Duration and associated factors of patient delay during tuberculosis screening in rural Cameroon

Alexis Cambanis, Andy Ramsay, Mohammed A Yassin, Luis E Cuevas

Research output: Contribution to journalArticlepeer-review


OBJECTIVES: (i) To determine patient delay - the time from the onset of symptoms to presentation at a health facility - and its causes in patients undergoing sputum smear examination in Cameroon; and (ii) to compare the results with those of a previous study in Ethiopia.

METHODS: A cross-sectional study of 243 consecutive patients using a structured questionnaire.

RESULTS: Median (interquartile range) patient delay in Cameroon was 2.0 (1-4) weeks, shorter than the 4.3 (2-13) week delay in Ethiopia. Significantly fewer patients delayed more than 1, 2 and 3 months in Cameroon than in Ethiopia (P < 0.001). Delays in Cameroon were significantly associated with being the main income earner, the belief that TB is stigmatizing, and the use of traditional medicine - the latter being the only factor significant in both studies.

CONCLUSION: Engaging traditional healers in TB control programs and reducing stigma through education could help to reduce patient delays, accelerate diagnosis, improve clinical outcomes and reduce disease transmission. These results, when placed in context of national human development indices, suggest that economic development, investment in health care and literacy may all be involved in improving access to TB services in sub-Saharan Africa.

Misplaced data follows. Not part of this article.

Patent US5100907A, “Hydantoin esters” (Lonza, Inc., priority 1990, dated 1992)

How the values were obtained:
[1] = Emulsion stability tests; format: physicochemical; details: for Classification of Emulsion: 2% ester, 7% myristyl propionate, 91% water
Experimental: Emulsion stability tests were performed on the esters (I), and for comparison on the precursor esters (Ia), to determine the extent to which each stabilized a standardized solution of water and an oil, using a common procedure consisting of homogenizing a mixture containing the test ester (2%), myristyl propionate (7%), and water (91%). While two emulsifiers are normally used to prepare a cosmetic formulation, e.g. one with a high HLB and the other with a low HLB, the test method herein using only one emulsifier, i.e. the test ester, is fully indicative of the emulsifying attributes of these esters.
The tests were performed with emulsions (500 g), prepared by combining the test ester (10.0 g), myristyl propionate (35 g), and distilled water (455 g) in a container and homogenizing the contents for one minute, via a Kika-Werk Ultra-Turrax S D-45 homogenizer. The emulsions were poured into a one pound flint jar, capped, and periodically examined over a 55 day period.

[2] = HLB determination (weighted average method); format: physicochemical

Original languageEnglish
Pages (from-to)1309-14
Number of pages6
JournalTropical Medicine and International Health
Issue number11
Publication statusPublished - Nov 2007


  • Adult
  • Attitude to Health
  • Cameroon/epidemiology
  • Cross-Sectional Studies
  • Ethiopia/epidemiology
  • Female
  • Humans
  • Male
  • Mass Screening
  • Middle Aged
  • Patient Acceptance of Health Care
  • Risk Factors
  • Rural Health
  • Surveys and Questionnaires
  • Time Factors
  • Tuberculosis, Pulmonary/diagnosis


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